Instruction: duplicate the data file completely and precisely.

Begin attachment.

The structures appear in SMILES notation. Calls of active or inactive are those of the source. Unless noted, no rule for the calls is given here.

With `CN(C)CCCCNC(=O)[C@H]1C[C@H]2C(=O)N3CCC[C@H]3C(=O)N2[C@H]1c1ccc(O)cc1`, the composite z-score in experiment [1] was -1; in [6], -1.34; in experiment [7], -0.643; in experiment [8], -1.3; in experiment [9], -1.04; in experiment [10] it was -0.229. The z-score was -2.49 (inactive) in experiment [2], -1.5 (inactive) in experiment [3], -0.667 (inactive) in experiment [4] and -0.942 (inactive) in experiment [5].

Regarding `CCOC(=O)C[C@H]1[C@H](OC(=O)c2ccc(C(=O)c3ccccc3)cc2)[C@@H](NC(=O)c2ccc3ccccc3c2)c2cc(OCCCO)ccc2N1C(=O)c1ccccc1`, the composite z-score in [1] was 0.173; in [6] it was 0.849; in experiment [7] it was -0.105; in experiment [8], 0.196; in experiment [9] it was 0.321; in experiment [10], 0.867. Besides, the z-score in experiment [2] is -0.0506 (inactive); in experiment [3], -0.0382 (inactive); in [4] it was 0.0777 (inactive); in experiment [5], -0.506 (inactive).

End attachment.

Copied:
The structures appear in SMILES notation. Calls of active or inactive are those of the source. Unless noted, no rule for the calls is given here.

With `CN(C)CCCCNC(=O)[C@H]1C[C@H]2C(=O)N3CCC[C@H]3C(=O)N2[C@H]1c1ccc(O)cc1`, the composite z-score in experiment [1] was -1; in [6], -1.34; in experiment [7], -0.643; in experiment [8], -1.3; in experiment [9], -1.04; in experiment [10] it was -0.229. The z-score was -2.49 (inactive) in experiment [2], -1.5 (inactive) in experiment [3], -0.667 (inactive) in experiment [4] and -0.942 (inactive) in experiment [5].

Regarding `CCOC(=O)C[C@H]1[C@H](OC(=O)c2ccc(C(=O)c3ccccc3)cc2)[C@@H](NC(=O)c2ccc3ccccc3c2)c2cc(OCCCO)ccc2N1C(=O)c1ccccc1`, the composite z-score in [1] was 0.173; in [6] it was 0.849; in experiment [7] it was -0.105; in experiment [8], 0.196; in experiment [9] it was 0.321; in experiment [10], 0.867. Besides, the z-score in experiment [2] is -0.0506 (inactive); in experiment [3], -0.0382 (inactive); in [4] it was 0.0777 (inactive); in experiment [5], -0.506 (inactive).